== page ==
shadow


THE HON MICHAEL DANBY MP
SHADOW PARLIAMENTARY SECRETARY TO THE LEADER OF THE OPPOSITION,
SHADOW PARLIAMENTARY SECRETARY FOR THE ARTS
MEMBER FOR MELBOURNE PORTS

Mr DANBY (Melbourne Ports) (19:49): First I want to draw attention to the issue of the detention of children of asylum seekers and then I wish to talk about cuts to a social service provider.

I table a petition by a group of my constituents. The group is called Grandmothers Against the Detention of Refugee Children. Their efforts garnered the signatures of 1,990 locals. I present this petition in light of the Forgotten Children report by the Australian Human Rights Commission. The report, like the grandmothers behind this petition, called for the release of all children of asylum seekers from detention. No-one likes to see children in detention. The Labor Party supports every effort to continue the work that began under the former Labor government in moving children and their families out of detention. Numerous constituents have written to me to express their outrage at the way the government has treated Professor Triggs since the release of her report. I shared their concern and was pleased to see the censure in the Senate of Attorney-General George Brandis for his attitude.

As shadow immigration minister Richard Marles said at the time of the report’s release:

… it is difficult reading for both sides of politics.

Hopefully, if and when Labor resume office, a similar report will not need to be written again. What is substantially different between the former Labor government—and we have a former immigration minister here in the chamber—and the current government is the time it takes to process claims. As Mr Marles, the member for Corio, said when the report was released:

… the fact that time limits have blown out under this Government is a reflection on the fact that through most of 2014 the Government basically shut up shop in terms of processing people in an act of petulance because they couldn’t get their temporary protection visa regulation through the Senate.

The petition I am tabling tonight, and others like it, show those opposite that it is not just the Human Rights Commission that is concerned about the treatment of asylum seekers; it is not just academics and media commentators either; it is bread-and-butter Australians, some of the people who will vote this government out of office at the next election. I table the petition. The petition read as follows—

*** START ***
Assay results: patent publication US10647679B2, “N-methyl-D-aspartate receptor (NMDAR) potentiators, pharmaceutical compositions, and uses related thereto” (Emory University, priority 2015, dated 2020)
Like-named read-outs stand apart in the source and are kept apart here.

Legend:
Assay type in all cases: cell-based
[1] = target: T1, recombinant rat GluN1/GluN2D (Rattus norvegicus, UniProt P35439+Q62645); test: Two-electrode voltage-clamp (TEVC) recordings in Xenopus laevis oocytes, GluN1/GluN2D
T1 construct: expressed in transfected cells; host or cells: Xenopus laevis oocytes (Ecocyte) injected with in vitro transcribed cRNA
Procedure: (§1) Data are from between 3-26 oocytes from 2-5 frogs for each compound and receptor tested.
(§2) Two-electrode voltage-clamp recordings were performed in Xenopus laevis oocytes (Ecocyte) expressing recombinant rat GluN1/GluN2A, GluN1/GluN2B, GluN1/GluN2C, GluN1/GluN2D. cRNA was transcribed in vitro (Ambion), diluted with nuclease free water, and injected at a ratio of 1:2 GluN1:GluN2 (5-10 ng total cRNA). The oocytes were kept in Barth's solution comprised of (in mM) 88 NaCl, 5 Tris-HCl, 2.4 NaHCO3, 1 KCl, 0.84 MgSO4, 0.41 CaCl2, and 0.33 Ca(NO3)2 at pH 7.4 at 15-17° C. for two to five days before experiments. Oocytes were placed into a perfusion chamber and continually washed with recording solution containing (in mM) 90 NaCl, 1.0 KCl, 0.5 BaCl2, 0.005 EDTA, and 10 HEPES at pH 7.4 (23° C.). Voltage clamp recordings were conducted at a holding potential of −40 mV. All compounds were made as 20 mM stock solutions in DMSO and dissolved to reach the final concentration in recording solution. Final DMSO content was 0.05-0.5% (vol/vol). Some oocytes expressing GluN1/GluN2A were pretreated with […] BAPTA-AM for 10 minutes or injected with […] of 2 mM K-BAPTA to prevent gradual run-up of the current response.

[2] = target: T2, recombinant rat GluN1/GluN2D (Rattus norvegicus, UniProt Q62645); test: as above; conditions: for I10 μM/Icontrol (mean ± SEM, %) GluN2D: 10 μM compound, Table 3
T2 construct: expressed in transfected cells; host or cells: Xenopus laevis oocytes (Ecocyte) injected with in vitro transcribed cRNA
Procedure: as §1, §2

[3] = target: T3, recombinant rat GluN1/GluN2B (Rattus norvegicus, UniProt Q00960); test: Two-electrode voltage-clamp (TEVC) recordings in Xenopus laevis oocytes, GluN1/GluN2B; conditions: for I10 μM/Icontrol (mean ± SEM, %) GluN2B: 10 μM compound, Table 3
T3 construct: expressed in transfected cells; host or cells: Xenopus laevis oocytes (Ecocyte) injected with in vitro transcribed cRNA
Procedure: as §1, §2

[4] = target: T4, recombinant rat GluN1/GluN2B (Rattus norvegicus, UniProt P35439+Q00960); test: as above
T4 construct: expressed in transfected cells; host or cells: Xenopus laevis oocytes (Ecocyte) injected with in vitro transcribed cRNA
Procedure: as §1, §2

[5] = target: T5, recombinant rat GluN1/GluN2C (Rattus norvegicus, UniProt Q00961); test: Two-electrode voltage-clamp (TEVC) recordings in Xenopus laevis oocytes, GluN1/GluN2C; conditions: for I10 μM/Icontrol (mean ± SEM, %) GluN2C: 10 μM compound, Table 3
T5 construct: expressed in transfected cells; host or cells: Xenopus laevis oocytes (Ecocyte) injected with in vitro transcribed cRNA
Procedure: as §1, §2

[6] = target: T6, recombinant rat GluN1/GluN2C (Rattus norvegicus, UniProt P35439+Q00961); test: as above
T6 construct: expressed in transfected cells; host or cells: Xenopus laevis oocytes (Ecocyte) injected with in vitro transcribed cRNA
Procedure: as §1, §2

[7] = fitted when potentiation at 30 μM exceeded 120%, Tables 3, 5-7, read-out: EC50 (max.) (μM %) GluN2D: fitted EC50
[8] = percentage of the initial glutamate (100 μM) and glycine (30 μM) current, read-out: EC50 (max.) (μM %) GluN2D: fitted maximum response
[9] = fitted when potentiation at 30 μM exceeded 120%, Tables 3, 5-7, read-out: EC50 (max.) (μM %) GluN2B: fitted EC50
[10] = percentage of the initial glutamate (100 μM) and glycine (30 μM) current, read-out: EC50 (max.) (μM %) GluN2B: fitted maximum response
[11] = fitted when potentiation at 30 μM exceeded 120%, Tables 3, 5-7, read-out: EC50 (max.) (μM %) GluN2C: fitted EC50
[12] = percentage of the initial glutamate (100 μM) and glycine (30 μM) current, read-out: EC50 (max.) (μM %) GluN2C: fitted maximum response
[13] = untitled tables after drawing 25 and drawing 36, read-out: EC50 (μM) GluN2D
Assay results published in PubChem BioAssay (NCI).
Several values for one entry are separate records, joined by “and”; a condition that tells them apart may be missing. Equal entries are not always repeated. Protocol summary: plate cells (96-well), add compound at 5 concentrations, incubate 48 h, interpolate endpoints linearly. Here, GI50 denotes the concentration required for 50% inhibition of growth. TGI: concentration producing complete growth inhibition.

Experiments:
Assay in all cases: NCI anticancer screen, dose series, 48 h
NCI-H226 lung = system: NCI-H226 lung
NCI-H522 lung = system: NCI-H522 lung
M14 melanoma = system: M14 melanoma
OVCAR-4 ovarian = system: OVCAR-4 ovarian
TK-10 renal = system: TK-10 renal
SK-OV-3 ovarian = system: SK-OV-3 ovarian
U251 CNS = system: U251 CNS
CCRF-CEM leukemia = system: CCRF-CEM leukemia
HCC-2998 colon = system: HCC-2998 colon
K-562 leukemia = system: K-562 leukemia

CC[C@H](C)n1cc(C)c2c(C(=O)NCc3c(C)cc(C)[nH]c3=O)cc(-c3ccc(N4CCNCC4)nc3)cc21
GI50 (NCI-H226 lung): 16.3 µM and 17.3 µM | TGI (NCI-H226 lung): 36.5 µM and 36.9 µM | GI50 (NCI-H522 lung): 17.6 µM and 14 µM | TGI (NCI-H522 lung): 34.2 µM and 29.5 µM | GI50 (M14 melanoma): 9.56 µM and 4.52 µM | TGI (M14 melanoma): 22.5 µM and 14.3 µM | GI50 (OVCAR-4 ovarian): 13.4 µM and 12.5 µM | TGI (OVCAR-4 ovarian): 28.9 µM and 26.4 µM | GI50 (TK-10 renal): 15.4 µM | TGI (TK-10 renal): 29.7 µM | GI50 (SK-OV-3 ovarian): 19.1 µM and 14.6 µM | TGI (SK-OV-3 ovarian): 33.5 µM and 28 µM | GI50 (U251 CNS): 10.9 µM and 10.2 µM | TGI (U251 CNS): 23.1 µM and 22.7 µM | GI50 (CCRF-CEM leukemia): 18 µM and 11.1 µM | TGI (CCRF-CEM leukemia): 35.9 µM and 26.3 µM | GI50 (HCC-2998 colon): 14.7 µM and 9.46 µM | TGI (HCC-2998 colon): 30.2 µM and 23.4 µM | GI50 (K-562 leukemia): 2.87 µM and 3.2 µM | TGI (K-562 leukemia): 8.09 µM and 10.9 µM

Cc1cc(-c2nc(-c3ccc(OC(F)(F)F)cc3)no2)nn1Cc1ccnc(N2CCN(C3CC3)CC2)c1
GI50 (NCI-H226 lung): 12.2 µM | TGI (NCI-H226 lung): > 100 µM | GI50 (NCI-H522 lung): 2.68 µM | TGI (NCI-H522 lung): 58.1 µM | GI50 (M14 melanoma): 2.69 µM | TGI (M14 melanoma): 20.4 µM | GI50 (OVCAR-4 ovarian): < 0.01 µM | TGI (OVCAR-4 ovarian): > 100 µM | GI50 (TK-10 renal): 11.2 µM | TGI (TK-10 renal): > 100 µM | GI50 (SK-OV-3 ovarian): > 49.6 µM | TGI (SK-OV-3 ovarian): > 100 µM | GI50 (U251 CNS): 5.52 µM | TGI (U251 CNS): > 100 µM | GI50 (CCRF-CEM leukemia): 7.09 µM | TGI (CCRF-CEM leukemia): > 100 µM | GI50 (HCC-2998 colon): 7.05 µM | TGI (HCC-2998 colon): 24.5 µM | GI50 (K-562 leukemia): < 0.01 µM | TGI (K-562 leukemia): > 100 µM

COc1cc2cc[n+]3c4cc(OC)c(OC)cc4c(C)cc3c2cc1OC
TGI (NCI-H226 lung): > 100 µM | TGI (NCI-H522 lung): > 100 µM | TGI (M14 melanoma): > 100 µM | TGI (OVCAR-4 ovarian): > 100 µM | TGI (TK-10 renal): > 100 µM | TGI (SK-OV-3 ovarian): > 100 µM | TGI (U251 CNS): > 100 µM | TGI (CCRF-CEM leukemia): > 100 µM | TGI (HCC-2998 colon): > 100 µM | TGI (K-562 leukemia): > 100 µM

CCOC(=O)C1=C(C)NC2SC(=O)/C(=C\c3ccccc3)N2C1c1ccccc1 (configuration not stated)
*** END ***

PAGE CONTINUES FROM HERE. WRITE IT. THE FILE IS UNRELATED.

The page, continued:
To the Honourable The Speaker and Members of the House of Representatives This petition of Grandmothers Against Detention of Refugee Children, and their friends, draws to the attention of the House, the issue of children in detention. We therefore ask the House to ensure that Australian law and practice conforms in every respect with

(a) the UNHCR Refugee Convention (1951) and

(b) the United Nations Convention on the Rights of the Child (1989).

Conformity with these Conventions, to which Australia is a signatory, will ensure the release of refugee children out of detention and into suitable living conditions.

from 1,990 citizens

Petition received.

I want to turn to a remarkable backdown that the government made in question time, yesterday. It was a welcome back down. The Leader of the Opposition asked the government to commit to funding the Mirabel foundation, whose entire federal support, which has continued for 16 years, had been cut. The Minister for Social Services, Mr Morrison, surprised us all when he announced a re-tendering process for those institutions and organisations whose funds had been cut. It is a newer, more gentle minister who is appearing on the public stage at the moment. The Mirabel Foundation assists children who have been orphaned or abandoned due to their parents’ drug use. Mirabel currently provides vital support to more than 1,400 children living in Victoria and New South Wales. Yesterday, I wrote to Minister Morrison about Mirabel and the urgent need to restore its funding. I am pleased to report that I will be meeting him tomorrow to discuss this important issue.

In that meeting I will be raising another organisation with the minister. Earlier today I wrote to him urging him to do the same rethink about funding cuts to Reclink, an organisation that enhances the lives of disadvantaged people by providing them with sports programs. Beyond its help to thousands of individuals, Reclink saves the government money. Reclink gets people off the dole. Reclink participants are less likely to be involved in the services of mental health facilities or return to prison. This saves considerable public funds.

On 4 February this year, the Senate Select Committee into the Abbott Government’s Budget Cuts released its first interim report. Amongst nine recommendations, the committee recommended that the government immediately reinstate Commonwealth funding for Reclink. I echo that recommendation and urge Mr Morrison to rethink the funding cuts to both Mirabel, looking after children orphaned or abandoned by their drug addicted parents, and Reclink, which takes people in Victoria and interstate who are completely disconnected from society and gets them reintegrated with society, sometimes just by the regular playing of football. I have seen it myself. There is a famous incident where a social worker was driving in an Aboriginal community in Central Australia. She drove past a pub where there had been a lot of heavy drinking going on. She wondered where all the drinkers were who were normally in that hotel. They were all playing football in a Reclink program. This reveals a continuing pattern of Reclink’s activities. I hope the minister will consider restoring assistance to both of these worthy organisations.